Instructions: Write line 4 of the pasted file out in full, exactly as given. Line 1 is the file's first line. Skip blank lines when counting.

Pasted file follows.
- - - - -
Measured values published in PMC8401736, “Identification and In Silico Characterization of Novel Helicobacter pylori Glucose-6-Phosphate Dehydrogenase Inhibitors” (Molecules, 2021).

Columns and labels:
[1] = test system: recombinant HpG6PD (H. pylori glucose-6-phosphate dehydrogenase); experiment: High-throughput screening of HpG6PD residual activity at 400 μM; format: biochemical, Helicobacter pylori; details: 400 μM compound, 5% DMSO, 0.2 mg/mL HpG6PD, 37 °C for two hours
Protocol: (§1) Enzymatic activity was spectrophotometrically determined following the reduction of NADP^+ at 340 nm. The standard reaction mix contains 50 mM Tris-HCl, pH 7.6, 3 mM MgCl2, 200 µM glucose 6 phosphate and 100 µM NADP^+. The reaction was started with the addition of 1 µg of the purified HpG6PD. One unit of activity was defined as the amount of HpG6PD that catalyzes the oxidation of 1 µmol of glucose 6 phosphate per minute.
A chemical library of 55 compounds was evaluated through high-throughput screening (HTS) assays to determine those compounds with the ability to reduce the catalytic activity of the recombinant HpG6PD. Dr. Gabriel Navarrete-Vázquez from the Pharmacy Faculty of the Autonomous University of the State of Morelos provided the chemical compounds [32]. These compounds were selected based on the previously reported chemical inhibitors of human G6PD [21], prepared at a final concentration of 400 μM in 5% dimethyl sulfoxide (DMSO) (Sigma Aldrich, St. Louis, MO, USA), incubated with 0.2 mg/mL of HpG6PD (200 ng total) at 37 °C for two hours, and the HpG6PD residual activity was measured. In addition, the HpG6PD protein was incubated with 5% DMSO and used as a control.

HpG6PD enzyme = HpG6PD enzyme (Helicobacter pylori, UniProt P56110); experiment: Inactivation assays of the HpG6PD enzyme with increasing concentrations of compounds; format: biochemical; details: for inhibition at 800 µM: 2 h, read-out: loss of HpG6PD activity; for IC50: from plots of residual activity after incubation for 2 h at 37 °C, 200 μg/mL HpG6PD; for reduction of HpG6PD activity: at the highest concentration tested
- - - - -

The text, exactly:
Protocol: (§1) Enzymatic activity was spectrophotometrically determined following the reduction of NADP^+ at 340 nm. The standard reaction mix contains 50 mM Tris-HCl, pH 7.6, 3 mM MgCl2, 200 µM glucose 6 phosphate and 100 µM NADP^+. The reaction was started with the addition of 1 µg of the purified HpG6PD. One unit of activity was defined as the amount of HpG6PD that catalyzes the oxidation of 1 µmol of glucose 6 phosphate per minute.